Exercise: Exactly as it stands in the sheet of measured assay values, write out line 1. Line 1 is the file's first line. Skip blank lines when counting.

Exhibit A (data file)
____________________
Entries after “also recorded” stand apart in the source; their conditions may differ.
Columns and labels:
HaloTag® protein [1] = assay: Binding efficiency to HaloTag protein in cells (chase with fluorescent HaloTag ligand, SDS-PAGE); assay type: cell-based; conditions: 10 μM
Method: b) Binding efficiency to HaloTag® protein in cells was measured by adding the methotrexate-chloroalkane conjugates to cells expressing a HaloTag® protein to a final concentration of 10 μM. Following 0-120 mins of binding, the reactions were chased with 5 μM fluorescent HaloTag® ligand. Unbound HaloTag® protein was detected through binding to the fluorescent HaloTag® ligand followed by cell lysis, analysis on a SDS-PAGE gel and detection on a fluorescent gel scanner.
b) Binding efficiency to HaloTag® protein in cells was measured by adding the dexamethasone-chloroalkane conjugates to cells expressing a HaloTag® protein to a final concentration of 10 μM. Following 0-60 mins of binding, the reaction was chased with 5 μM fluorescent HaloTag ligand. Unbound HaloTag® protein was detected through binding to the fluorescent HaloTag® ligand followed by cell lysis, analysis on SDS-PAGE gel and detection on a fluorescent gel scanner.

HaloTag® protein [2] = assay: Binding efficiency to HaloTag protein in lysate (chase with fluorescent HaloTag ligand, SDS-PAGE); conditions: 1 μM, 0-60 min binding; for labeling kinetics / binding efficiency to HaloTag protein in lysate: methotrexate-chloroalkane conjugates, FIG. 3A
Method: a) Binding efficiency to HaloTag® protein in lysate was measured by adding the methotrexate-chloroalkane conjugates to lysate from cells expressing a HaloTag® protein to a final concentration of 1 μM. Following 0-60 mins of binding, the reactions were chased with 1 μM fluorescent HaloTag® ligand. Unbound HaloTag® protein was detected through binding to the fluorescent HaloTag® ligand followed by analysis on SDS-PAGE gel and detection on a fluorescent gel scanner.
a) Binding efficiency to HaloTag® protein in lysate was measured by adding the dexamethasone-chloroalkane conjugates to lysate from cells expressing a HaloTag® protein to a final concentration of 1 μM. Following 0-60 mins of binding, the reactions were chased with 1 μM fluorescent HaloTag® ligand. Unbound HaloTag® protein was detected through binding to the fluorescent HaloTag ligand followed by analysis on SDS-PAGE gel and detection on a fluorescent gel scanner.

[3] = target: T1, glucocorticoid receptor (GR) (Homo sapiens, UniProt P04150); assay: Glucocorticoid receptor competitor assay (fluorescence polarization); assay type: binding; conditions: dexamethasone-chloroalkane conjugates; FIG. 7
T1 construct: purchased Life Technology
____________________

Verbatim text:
Entries after “also recorded” stand apart in the source; their conditions may differ.